$3.5 Billion in Turnaround Aid Flowing to States

The federal government is making $3.5 billion in stimulus money available to some of the nation’s lowest performing schools. This pro-active step can help us to close the achievement which starts to nose-dive when students hit fifth grade. Taking measures to help students with academic, emotional and social help will allow students to understand themselves, focus better in class, and learn to have a vision for their future success based on specific goals.

Three things are needed for this to be successful:

1) Teacher training on motivating and inspiring at risk students.

2) Parent sessions which focus on creating a culture of learning at home and an expectation of college or career school education.

3) Student programs which focus on rigorous academic, emotional and social opportunities for growth and coaching skills which can help them develop better critical thinking and decision-making abilities.

By working with America’s most oppressed population through the Title 1 programs, we can create a strong workforce in the coming decades, we can decrease the numbers of students who drop out or stop out, and we can decrease the growing prison population among this demographic. For our nation to thrive, we must act quickly to get these changes in place, to evaluate the progress, and to set ever-higher standards that can get us out of this poor-performing reality.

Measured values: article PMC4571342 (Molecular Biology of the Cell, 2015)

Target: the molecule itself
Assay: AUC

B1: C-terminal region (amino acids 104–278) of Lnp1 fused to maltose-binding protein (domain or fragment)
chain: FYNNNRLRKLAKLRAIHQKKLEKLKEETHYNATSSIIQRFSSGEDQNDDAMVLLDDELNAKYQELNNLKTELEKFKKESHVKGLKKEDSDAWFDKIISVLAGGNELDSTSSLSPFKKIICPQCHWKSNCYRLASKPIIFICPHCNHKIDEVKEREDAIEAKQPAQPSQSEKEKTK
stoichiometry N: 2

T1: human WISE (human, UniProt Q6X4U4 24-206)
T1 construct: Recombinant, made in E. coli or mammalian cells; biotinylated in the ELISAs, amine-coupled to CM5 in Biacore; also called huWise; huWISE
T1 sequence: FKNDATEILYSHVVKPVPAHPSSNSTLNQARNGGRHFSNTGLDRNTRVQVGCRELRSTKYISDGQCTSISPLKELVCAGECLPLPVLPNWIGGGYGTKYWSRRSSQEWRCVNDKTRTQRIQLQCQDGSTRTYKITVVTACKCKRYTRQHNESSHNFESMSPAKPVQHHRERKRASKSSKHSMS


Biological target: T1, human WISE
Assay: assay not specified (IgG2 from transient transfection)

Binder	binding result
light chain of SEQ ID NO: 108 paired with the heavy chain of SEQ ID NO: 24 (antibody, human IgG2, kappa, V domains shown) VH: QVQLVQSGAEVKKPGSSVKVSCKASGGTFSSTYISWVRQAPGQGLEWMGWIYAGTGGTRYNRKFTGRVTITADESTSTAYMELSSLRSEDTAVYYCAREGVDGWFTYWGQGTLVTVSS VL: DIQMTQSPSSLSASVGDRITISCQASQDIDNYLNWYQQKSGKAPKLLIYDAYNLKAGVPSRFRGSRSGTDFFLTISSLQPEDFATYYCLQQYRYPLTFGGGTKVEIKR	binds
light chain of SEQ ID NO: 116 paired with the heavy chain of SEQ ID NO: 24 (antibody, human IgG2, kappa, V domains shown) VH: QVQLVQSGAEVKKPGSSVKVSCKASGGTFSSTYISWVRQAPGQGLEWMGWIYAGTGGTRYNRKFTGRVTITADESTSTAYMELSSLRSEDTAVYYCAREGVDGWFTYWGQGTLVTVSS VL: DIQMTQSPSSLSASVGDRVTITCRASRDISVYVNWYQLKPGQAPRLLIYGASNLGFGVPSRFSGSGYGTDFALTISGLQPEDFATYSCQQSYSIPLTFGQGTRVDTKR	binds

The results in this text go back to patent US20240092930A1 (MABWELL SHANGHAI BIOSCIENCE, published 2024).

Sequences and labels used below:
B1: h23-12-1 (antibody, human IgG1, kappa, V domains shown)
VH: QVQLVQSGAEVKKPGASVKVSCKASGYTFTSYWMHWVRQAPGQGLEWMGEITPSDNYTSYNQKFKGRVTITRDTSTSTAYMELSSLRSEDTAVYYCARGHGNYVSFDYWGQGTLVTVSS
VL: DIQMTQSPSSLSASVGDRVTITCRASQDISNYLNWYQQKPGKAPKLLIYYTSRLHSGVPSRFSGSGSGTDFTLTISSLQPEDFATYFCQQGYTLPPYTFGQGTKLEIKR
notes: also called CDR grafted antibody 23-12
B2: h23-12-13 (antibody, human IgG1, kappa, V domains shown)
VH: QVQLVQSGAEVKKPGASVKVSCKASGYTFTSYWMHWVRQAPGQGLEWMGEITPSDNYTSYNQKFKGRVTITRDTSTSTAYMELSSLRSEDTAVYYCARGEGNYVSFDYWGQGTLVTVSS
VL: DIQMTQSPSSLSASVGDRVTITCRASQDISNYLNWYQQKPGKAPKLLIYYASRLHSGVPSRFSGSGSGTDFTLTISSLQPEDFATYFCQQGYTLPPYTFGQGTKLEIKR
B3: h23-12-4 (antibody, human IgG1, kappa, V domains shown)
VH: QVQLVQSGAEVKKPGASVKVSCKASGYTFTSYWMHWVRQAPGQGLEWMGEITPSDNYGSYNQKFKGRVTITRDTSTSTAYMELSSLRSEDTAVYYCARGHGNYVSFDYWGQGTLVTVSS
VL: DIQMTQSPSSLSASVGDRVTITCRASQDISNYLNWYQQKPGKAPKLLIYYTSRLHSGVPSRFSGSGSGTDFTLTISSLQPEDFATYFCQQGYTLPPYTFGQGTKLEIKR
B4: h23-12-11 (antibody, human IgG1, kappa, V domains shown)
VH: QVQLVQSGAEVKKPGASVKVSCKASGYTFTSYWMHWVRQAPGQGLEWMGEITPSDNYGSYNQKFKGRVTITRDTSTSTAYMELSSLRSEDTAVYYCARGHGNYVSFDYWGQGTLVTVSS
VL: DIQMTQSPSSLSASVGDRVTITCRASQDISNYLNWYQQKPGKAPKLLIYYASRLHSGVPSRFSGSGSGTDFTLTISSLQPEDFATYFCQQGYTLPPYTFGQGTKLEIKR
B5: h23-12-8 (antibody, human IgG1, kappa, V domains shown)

$3.5 Billion in Turnaround Aid Flowing to States
By Lesli A. Maxwell
Education Week
April 19, 2010

The largest-ever federal investment in fixing low-achieving schools is now flowing to states, raising the pressure on district leaders to make tough—and quick—decisions about firing principals, replacing teachers, or shutting down schools entirely.

Since last month, the U.S. Department of Education has been sending states their shares of $3.5 billion in Title I School Improvement Grants, money provided mostly by last year’s economic-stimulus package, as well as from $546 million in regular fiscal 2009 appropriations.

To view this entire article visit www.edweek.org

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